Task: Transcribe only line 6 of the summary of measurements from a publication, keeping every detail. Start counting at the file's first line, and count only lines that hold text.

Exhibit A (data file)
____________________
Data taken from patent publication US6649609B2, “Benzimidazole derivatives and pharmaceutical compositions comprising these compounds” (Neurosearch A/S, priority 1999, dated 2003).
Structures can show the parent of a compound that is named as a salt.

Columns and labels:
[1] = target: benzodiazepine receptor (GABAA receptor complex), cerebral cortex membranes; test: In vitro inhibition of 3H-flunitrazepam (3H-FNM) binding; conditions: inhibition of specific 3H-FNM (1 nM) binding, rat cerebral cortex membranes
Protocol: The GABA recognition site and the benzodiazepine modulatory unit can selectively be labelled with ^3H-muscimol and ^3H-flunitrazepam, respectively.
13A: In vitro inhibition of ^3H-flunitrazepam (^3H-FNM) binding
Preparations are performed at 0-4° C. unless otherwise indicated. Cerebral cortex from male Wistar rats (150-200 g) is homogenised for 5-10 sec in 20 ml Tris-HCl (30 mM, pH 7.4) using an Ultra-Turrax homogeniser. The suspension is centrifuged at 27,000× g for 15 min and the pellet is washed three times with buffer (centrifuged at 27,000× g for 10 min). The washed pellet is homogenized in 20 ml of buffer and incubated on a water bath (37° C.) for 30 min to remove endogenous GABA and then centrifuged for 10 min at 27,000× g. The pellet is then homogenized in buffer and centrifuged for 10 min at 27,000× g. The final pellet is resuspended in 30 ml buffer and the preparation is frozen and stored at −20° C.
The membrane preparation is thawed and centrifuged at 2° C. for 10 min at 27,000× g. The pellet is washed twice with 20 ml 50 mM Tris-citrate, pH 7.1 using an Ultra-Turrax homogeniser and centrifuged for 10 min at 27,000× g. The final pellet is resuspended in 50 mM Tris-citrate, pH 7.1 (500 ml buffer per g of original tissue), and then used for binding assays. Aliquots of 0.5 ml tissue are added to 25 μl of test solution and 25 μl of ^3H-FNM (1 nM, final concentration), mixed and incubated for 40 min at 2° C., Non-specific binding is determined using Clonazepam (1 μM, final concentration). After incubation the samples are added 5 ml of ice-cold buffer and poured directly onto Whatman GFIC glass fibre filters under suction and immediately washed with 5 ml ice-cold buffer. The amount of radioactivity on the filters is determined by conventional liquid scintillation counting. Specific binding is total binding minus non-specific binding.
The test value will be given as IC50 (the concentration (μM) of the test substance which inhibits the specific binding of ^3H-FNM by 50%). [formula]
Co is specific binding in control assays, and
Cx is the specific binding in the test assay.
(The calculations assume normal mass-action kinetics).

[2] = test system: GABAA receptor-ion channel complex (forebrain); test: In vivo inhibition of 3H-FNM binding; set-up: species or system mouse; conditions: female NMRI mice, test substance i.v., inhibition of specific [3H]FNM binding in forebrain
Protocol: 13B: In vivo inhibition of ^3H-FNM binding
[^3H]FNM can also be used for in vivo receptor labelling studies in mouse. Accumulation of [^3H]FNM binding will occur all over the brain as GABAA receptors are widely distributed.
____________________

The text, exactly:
13A: In vitro inhibition of ^3H-flunitrazepam (^3H-FNM) binding